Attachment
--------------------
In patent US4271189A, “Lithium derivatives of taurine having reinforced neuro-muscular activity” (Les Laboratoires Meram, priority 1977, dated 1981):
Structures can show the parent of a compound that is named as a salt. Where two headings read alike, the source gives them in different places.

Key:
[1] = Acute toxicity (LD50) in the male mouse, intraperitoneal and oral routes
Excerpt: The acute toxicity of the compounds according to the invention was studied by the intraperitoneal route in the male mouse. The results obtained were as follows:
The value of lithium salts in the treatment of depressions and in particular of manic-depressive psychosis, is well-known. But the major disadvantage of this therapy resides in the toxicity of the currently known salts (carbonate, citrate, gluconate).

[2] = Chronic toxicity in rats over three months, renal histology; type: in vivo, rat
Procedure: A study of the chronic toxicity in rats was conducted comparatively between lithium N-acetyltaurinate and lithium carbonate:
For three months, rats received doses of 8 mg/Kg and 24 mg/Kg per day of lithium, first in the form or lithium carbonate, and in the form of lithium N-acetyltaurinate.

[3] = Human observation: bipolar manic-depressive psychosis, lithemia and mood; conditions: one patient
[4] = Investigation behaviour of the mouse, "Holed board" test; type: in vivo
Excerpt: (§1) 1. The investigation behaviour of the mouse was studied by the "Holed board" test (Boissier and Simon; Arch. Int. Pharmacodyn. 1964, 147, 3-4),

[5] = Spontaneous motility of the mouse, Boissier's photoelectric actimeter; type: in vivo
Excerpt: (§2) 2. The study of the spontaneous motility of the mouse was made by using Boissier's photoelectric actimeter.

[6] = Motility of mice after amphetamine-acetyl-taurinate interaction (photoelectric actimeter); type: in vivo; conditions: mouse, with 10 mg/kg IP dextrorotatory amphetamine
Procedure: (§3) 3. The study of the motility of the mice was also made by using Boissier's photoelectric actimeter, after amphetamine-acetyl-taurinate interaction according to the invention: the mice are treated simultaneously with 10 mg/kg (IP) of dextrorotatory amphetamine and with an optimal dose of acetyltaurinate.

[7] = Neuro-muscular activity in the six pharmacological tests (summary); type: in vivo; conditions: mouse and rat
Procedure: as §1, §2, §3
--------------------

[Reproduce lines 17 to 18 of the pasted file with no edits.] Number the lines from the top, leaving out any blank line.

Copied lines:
[7] = Neuro-muscular activity in the six pharmacological tests (summary); type: in vivo; conditions: mouse and rat
Procedure: as §1, §2, §3